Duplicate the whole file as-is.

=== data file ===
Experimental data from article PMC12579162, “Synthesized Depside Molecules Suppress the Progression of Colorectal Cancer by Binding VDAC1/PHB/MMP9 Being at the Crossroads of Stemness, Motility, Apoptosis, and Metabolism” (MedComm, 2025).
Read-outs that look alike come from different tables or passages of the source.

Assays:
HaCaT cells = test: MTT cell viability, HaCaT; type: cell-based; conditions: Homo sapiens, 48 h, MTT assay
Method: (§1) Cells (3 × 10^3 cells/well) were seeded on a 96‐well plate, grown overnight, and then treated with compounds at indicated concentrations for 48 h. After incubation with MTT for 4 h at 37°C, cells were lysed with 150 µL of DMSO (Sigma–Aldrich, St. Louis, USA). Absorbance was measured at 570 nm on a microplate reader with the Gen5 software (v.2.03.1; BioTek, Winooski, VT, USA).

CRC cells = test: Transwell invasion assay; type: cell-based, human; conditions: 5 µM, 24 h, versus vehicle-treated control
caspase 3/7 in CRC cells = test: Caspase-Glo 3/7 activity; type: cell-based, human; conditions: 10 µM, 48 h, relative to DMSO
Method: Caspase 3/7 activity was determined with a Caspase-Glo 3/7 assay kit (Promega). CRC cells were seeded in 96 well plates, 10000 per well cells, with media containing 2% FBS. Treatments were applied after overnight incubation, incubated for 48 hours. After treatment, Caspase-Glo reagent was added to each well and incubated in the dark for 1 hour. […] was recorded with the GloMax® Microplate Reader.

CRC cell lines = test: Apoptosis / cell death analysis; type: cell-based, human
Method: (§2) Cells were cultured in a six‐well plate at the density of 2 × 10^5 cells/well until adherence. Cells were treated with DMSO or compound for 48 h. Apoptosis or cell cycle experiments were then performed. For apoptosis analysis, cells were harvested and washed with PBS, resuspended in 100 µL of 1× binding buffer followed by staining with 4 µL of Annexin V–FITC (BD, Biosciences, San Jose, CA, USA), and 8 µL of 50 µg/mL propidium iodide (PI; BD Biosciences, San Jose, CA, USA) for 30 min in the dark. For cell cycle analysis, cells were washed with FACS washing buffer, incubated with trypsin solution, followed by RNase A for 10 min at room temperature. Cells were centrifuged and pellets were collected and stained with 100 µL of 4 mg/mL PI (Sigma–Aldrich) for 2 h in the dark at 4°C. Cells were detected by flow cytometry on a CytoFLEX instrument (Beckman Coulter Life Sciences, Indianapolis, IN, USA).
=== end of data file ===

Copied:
Experimental data from article PMC12579162, “Synthesized Depside Molecules Suppress the Progression of Colorectal Cancer by Binding VDAC1/PHB/MMP9 Being at the Crossroads of Stemness, Motility, Apoptosis, and Metabolism” (MedComm, 2025).
Read-outs that look alike come from different tables or passages of the source.

Assays:
HaCaT cells = test: MTT cell viability, HaCaT; type: cell-based; conditions: Homo sapiens, 48 h, MTT assay
Method: (§1) Cells (3 × 10^3 cells/well) were seeded on a 96‐well plate, grown overnight, and then treated with compounds at indicated concentrations for 48 h. After incubation with MTT for 4 h at 37°C, cells were lysed with 150 µL of DMSO (Sigma–Aldrich, St. Louis, USA). Absorbance was measured at 570 nm on a microplate reader with the Gen5 software (v.2.03.1; BioTek, Winooski, VT, USA).

CRC cells = test: Transwell invasion assay; type: cell-based, human; conditions: 5 µM, 24 h, versus vehicle-treated control
caspase 3/7 in CRC cells = test: Caspase-Glo 3/7 activity; type: cell-based, human; conditions: 10 µM, 48 h, relative to DMSO
Method: Caspase 3/7 activity was determined with a Caspase-Glo 3/7 assay kit (Promega). CRC cells were seeded in 96 well plates, 10000 per well cells, with media containing 2% FBS. Treatments were applied after overnight incubation, incubated for 48 hours. After treatment, Caspase-Glo reagent was added to each well and incubated in the dark for 1 hour. […] was recorded with the GloMax® Microplate Reader.

CRC cell lines = test: Apoptosis / cell death analysis; type: cell-based, human
Method: (§2) Cells were cultured in a six‐well plate at the density of 2 × 10^5 cells/well until adherence. Cells were treated with DMSO or compound for 48 h. Apoptosis or cell cycle experiments were then performed. For apoptosis analysis, cells were harvested and washed with PBS, resuspended in 100 µL of 1× binding buffer followed by staining with 4 µL of Annexin V–FITC (BD, Biosciences, San Jose, CA, USA), and 8 µL of 50 µg/mL propidium iodide (PI; BD Biosciences, San Jose, CA, USA) for 30 min in the dark. For cell cycle analysis, cells were washed with FACS washing buffer, incubated with trypsin solution, followed by RNase A for 10 min at room temperature. Cells were centrifuged and pellets were collected and stained with 100 µL of 4 mg/mL PI (Sigma–Aldrich) for 2 h in the dark at 4°C. Cells were detected by flow cytometry on a CytoFLEX instrument (Beckman Coulter Life Sciences, Indianapolis, IN, USA).